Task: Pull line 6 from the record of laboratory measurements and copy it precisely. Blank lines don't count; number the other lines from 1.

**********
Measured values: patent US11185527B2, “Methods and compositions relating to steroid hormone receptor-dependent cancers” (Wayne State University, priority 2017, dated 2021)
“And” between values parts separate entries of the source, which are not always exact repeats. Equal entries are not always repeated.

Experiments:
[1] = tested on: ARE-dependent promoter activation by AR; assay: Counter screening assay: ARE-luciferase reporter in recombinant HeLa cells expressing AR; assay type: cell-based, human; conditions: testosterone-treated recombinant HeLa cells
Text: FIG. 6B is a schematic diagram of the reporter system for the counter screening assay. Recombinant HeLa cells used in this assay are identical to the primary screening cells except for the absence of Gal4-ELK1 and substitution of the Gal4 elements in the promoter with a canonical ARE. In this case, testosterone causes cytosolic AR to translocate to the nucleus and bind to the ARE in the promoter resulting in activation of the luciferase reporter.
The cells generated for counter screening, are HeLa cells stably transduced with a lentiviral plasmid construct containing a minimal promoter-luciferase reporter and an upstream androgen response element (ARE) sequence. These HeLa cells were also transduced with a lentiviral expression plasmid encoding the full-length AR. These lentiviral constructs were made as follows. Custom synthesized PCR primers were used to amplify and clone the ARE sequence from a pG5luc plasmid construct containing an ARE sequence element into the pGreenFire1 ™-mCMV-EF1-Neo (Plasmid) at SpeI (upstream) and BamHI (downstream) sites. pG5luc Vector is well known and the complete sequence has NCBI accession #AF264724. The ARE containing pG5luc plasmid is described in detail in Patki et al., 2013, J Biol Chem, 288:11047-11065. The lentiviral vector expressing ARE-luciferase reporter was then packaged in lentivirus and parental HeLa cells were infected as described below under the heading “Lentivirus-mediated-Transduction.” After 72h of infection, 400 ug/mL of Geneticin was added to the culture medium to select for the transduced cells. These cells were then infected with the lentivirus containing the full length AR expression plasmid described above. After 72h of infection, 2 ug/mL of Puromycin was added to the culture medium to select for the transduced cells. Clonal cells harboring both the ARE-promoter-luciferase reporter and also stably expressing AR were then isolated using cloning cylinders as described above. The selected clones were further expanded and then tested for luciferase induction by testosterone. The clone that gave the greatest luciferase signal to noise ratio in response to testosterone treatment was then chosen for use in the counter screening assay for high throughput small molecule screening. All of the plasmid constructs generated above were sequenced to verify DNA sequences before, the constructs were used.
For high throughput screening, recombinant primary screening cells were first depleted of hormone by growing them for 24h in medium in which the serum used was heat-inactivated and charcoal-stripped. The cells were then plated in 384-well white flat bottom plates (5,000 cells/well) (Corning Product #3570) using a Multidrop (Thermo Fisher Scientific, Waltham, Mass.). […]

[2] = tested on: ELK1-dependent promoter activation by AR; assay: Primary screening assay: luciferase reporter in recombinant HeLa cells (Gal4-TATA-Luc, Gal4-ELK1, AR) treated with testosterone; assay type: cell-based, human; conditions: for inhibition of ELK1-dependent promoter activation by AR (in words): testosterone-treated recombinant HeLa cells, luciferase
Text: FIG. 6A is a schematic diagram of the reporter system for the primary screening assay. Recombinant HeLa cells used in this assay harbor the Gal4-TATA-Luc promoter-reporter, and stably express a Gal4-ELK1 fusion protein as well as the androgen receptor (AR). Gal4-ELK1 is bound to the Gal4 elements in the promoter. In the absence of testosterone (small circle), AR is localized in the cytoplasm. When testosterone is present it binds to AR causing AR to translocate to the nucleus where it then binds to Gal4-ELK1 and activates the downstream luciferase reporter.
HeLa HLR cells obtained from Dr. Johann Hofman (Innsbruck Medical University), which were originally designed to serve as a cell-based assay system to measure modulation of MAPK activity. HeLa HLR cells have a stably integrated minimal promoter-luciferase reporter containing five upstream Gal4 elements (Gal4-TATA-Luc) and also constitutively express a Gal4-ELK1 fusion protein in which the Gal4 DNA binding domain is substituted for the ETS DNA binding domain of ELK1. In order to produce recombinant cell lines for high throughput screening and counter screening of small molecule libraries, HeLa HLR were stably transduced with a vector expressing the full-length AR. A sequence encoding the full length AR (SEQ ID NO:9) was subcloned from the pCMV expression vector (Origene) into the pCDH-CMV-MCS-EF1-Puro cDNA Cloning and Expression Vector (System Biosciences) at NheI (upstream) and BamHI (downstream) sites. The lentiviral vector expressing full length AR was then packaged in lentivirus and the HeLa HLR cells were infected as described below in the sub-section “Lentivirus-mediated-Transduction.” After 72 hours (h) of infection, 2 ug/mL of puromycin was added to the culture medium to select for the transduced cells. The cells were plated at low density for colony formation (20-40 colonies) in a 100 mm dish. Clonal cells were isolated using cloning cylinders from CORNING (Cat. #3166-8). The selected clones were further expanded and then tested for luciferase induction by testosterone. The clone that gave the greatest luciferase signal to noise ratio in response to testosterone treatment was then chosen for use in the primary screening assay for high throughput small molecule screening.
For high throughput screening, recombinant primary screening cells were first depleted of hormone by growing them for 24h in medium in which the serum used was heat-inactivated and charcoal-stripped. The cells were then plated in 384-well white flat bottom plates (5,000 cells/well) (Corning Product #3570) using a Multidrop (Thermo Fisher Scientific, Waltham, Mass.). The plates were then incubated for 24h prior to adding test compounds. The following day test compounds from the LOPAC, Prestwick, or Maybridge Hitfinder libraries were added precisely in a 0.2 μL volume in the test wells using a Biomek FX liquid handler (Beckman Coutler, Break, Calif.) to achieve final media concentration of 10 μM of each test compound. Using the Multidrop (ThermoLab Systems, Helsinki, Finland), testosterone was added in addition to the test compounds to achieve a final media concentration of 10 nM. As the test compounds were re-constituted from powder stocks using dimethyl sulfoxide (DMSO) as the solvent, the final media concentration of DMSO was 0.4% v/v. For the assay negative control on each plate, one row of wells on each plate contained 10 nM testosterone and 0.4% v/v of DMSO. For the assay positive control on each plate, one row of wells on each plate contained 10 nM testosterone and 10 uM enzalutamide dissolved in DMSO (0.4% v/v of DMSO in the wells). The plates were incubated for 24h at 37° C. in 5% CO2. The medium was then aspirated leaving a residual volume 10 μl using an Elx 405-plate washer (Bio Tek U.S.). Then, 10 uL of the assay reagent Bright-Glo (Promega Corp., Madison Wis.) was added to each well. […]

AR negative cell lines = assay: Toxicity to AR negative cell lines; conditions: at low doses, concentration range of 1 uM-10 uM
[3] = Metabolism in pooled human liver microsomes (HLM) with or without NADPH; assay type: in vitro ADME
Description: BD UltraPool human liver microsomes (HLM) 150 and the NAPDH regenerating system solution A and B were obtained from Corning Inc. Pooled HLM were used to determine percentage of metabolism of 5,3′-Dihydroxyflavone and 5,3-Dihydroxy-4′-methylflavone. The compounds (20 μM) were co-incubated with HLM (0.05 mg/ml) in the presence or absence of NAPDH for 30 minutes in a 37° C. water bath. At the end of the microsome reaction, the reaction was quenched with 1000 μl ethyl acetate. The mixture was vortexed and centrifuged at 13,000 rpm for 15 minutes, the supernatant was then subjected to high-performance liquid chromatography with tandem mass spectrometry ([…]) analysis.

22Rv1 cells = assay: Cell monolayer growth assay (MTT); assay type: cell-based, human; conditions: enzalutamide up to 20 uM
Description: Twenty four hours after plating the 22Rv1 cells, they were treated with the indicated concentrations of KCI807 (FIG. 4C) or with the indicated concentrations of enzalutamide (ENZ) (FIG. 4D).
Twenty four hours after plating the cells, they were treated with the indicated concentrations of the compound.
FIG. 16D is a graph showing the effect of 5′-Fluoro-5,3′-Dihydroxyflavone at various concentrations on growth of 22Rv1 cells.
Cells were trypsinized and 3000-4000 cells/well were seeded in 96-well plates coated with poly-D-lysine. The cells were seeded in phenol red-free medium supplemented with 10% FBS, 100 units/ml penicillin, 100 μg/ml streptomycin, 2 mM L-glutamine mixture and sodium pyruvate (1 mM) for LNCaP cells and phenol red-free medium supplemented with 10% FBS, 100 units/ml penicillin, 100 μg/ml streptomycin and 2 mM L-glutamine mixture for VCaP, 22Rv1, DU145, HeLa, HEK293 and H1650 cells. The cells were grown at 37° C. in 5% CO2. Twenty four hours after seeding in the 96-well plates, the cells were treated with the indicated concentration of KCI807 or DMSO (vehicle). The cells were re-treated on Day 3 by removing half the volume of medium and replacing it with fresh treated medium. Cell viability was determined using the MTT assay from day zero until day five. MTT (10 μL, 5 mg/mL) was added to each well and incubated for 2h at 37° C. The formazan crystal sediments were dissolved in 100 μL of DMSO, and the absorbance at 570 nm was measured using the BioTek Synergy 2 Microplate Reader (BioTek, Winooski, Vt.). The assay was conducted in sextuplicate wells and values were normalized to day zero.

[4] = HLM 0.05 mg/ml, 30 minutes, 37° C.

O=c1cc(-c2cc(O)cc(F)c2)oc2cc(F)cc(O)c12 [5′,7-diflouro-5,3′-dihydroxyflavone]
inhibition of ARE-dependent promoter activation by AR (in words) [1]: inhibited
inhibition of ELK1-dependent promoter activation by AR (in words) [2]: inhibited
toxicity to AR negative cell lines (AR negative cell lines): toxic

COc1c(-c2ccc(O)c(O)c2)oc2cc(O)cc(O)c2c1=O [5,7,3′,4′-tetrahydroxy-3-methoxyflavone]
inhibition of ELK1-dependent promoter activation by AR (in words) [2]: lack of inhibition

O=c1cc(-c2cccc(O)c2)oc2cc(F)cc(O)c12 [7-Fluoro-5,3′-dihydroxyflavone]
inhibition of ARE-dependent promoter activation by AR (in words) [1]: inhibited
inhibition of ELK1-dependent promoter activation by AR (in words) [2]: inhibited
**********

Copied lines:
The cells generated for counter screening, are HeLa cells stably transduced with a lentiviral plasmid construct containing a minimal promoter-luciferase reporter and an upstream androgen response element (ARE) sequence. These HeLa cells were also transduced with a lentiviral expression plasmid encoding the full-length AR. These lentiviral constructs were made as follows. Custom synthesized PCR primers were used to amplify and clone the ARE sequence from a pG5luc plasmid construct containing an ARE sequence element into the pGreenFire1 ™-mCMV-EF1-Neo (Plasmid) at SpeI (upstream) and BamHI (downstream) sites. pG5luc Vector is well known and the complete sequence has NCBI accession #AF264724. The ARE containing pG5luc plasmid is described in detail in Patki et al., 2013, J Biol Chem, 288:11047-11065. The lentiviral vector expressing ARE-luciferase reporter was then packaged in lentivirus and parental HeLa cells were infected as described below under the heading “Lentivirus-mediated-Transduction.” After 72h of infection, 400 ug/mL of Geneticin was added to the culture medium to select for the transduced cells. These cells were then infected with the lentivirus containing the full length AR expression plasmid described above. After 72h of infection, 2 ug/mL of Puromycin was added to the culture medium to select for the transduced cells. Clonal cells harboring both the ARE-promoter-luciferase reporter and also stably expressing AR were then isolated using cloning cylinders as described above. The selected clones were further expanded and then tested for luciferase induction by testosterone. The clone that gave the greatest luciferase signal to noise ratio in response to testosterone treatment was then chosen for use in the counter screening assay for high throughput small molecule screening. All of the plasmid constructs generated above were sequenced to verify DNA sequences before, the constructs were used.